Arthroscopic Knee Surgery
(Knee arthroscopy, Knee scope – arthroscopic lateral retinacular release; Synovectomy – knee; Patellar (knee) debridement; Meniscus repair; Lateral release; Knee surgery; Meniscus-arthroscopy; Collateral ligament-arthroscopy)
|Benefits||full recovery, detailed diagnosis|
|Stay in Poland – Basic Package||4 days|
|Stay in Poland – Comfort Package||7 days|
|Stay in Poland – Full Rehabilitation Package||14 days|
|Follow up||next day, 3 days, 10 days stitches removal, 6 weeks after surgery, then if needed|
|Back to work time (office)||6 weeks|
|Full recovery time||8-12 weeks with rehabilitation|
|Approximate Package cost||please see in fees section|
1. General Treatment Information
a) Expected results, benefits
What are the benefits of knee arthroscopy?
Results may vary depending on the level of injury and the age of the Patient. With young, generally fit people, the arthroscopic knee surgery has a really high efficiency, helping to get back to full physical activity in a relatively short time. In cases with extensive injuries and bad health condition, you should expect slower recovery and possibly not coming back to full functionality. Nevertheless, this is a very safe and most popular way to treat knee injuries.
b) About the procedure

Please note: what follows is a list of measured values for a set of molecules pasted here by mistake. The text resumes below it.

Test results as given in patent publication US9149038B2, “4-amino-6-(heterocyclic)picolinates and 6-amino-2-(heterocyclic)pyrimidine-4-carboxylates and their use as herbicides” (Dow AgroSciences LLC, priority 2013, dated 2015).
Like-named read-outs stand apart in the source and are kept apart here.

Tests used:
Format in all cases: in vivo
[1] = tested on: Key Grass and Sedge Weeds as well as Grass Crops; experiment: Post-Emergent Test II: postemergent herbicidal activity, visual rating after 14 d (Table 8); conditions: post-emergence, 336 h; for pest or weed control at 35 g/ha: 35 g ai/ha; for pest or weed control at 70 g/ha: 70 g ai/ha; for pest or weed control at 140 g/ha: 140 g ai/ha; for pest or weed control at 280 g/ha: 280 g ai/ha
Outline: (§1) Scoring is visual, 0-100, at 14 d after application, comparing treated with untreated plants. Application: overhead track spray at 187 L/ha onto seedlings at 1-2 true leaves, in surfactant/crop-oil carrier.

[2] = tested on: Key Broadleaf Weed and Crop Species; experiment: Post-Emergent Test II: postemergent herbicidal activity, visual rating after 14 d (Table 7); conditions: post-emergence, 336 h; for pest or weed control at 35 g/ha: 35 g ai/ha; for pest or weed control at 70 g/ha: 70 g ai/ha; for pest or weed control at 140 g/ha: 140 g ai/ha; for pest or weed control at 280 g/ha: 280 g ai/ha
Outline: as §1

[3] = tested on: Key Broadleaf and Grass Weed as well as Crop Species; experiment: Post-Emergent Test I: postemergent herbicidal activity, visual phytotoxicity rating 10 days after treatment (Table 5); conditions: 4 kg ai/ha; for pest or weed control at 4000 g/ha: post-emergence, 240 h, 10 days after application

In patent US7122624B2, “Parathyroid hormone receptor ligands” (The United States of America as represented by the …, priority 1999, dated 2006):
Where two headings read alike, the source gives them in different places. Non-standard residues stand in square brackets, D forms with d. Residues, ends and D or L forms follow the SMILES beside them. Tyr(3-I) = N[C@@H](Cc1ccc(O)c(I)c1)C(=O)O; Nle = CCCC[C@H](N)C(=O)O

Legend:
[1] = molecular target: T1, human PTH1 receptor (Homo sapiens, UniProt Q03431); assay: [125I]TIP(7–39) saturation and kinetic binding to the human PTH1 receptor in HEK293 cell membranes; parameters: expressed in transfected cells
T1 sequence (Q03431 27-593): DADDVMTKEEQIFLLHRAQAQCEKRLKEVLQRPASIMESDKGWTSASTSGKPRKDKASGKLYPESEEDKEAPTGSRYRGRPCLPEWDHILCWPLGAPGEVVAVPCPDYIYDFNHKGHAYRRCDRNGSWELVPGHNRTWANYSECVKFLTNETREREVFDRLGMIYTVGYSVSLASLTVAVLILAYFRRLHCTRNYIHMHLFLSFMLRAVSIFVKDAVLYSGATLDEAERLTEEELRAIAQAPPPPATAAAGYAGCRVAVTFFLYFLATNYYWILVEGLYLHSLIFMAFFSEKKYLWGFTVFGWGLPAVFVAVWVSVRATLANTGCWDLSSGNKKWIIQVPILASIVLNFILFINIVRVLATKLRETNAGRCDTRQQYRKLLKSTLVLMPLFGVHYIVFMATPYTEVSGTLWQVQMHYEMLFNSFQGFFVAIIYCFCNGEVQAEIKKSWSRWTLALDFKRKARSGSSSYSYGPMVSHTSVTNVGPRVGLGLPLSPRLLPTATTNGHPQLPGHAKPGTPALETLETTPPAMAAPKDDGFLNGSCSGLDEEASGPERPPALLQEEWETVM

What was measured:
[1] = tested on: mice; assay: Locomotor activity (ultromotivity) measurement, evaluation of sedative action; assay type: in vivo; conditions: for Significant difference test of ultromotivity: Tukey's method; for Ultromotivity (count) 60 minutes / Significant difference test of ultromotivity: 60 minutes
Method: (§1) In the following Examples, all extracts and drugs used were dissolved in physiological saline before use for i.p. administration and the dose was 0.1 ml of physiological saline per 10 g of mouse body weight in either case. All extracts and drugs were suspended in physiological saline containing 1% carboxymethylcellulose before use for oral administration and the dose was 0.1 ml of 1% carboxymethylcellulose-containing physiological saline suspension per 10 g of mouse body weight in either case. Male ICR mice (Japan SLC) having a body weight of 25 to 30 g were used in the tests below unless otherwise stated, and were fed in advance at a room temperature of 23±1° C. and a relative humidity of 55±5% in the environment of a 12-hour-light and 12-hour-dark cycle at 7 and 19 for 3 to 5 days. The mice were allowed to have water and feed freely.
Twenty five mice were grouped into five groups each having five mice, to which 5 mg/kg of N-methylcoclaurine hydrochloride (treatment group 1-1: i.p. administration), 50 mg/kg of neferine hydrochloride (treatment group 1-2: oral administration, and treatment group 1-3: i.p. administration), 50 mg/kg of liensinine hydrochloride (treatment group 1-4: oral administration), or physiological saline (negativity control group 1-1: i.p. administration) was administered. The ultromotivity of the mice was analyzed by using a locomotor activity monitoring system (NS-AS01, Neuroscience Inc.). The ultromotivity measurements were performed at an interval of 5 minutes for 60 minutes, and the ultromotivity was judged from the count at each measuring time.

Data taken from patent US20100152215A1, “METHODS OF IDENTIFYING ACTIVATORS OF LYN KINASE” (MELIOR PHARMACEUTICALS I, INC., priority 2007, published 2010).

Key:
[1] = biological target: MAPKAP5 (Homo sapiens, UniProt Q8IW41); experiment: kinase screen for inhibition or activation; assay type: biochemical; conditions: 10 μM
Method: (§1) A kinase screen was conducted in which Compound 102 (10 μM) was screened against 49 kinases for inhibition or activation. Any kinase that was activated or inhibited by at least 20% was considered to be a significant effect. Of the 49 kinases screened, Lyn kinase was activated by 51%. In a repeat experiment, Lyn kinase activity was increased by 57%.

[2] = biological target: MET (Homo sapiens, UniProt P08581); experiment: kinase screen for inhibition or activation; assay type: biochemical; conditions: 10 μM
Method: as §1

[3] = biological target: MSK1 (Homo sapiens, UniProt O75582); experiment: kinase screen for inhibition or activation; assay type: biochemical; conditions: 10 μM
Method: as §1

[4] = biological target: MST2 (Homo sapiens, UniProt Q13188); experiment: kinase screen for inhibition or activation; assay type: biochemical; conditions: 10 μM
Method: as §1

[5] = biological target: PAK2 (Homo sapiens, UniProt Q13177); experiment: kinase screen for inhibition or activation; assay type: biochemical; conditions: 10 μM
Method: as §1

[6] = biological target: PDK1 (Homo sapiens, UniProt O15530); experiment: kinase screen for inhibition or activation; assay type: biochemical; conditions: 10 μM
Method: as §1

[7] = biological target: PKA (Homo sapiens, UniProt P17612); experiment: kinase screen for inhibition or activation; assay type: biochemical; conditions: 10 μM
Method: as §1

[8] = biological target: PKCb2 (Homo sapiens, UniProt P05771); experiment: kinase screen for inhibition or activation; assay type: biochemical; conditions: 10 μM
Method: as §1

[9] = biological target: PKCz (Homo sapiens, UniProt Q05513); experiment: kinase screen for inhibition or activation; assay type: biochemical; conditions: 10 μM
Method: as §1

Knee arthroscopy is a procedure where the doctor inserts a small camera and operating arthroscopic tools to your knee, through small cuts. It gives a clear view what happens inside the knee joint, what is a diagnosis and helps to treat it. It is a very effective and safe procedure among knee treatments; more than 4 million knee arthroscopies are performed every year, due to American Orthopaedic Society for Sports Medicine information. In this kind of surgery you will definitely need an anaesthesia, but after discussion with the doctor, you will both decide, taking into consideration health and other factors, which kind will be most suitable: general, local or regional (spinal). In spinal anaesthesia a medicine is injected into space in your spine, you will not feel anything from the waist down, but will stay conscious.
c) Treatment Schedule
On the day of your knee arthroscopy, you will be asked not to drink or eat anything 6-12 hours before the surgery. You will be given an anaesthesia (local, regional or general). If you will stay conscious you will be able to track the surgery on the monitor. Small cuts will be made to get into your knee, then sterile salt water will be pumped to expand it and to get better visibility. The arthroscope enters through one of the cuts to locate a problem, later other tools may be inserted into incisions to repair the issue. After the procedure, all of the saline will be drained out and cuts will be closed with stitches. The whole procedure usually lasts for one to two hours.
d) Potential side effects
What are the side effects of knee arthroscopy?
Although the procedure is considered as safe and complications occur infrequently, there is always a small risk that any of following may appear:
- infection (if you feel fever, chills, increased pain, significant swelling it may be a signal of an infection)